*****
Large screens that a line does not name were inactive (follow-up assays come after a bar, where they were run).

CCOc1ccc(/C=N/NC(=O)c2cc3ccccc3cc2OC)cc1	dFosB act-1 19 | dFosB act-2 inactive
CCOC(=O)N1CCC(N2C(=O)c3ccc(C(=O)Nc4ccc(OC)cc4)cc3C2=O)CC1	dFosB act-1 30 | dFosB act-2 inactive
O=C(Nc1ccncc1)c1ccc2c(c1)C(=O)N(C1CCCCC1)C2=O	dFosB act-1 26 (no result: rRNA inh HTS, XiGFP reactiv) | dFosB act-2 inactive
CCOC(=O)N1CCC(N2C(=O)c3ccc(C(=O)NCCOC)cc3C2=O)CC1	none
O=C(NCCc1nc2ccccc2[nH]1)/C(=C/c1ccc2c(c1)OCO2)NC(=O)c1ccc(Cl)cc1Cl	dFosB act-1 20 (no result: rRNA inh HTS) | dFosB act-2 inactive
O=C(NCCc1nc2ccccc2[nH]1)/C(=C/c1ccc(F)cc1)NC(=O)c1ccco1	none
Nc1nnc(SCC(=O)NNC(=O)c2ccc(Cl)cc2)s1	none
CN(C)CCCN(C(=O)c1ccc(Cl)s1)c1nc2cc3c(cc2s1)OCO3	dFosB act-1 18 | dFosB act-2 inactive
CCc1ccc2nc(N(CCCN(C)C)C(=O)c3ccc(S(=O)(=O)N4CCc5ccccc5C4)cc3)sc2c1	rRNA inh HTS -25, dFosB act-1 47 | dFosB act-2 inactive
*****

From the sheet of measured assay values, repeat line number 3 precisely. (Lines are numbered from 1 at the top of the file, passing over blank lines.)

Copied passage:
CCOC(=O)N1CCC(N2C(=O)c3ccc(C(=O)Nc4ccc(OC)cc4)cc3C2=O)CC1	dFosB act-1 30 | dFosB act-2 inactive